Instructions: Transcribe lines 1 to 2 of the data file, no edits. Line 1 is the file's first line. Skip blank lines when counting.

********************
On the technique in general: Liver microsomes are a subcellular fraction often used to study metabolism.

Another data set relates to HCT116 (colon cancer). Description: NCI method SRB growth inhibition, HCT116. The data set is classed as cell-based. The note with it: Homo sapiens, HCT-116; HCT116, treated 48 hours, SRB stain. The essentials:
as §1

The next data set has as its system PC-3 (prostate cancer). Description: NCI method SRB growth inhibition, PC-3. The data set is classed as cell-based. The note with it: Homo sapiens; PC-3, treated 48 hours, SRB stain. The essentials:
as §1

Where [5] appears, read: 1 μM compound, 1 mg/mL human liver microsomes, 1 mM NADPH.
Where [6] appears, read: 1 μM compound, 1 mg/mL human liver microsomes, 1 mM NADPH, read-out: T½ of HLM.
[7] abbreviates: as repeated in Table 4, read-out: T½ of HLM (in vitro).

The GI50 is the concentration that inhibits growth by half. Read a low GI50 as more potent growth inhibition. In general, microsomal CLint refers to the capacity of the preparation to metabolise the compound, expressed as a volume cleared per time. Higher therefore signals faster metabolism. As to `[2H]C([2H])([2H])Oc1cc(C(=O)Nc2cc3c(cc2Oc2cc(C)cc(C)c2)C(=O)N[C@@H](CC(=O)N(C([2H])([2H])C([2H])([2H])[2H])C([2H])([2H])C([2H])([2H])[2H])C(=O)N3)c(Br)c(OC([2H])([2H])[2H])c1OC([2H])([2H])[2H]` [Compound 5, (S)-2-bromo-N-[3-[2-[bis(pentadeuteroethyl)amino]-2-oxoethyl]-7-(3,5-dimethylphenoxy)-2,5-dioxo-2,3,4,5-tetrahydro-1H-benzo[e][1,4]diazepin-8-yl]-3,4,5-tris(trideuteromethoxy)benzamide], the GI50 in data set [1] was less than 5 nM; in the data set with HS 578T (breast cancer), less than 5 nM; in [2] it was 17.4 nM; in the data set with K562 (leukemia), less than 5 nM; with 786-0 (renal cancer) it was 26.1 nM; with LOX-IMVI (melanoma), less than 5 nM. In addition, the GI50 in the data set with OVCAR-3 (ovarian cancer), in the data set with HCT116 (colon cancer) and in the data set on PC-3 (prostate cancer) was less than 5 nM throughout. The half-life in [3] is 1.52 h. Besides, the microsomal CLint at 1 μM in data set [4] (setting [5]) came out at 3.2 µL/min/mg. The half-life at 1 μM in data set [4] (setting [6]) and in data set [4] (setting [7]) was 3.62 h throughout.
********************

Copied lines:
On the technique in general: Liver microsomes are a subcellular fraction often used to study metabolism.

Another data set relates to HCT116 (colon cancer). Description: NCI method SRB growth inhibition, HCT116. The data set is classed as cell-based. The note with it: Homo sapiens, HCT-116; HCT116, treated 48 hours, SRB stain. The essentials: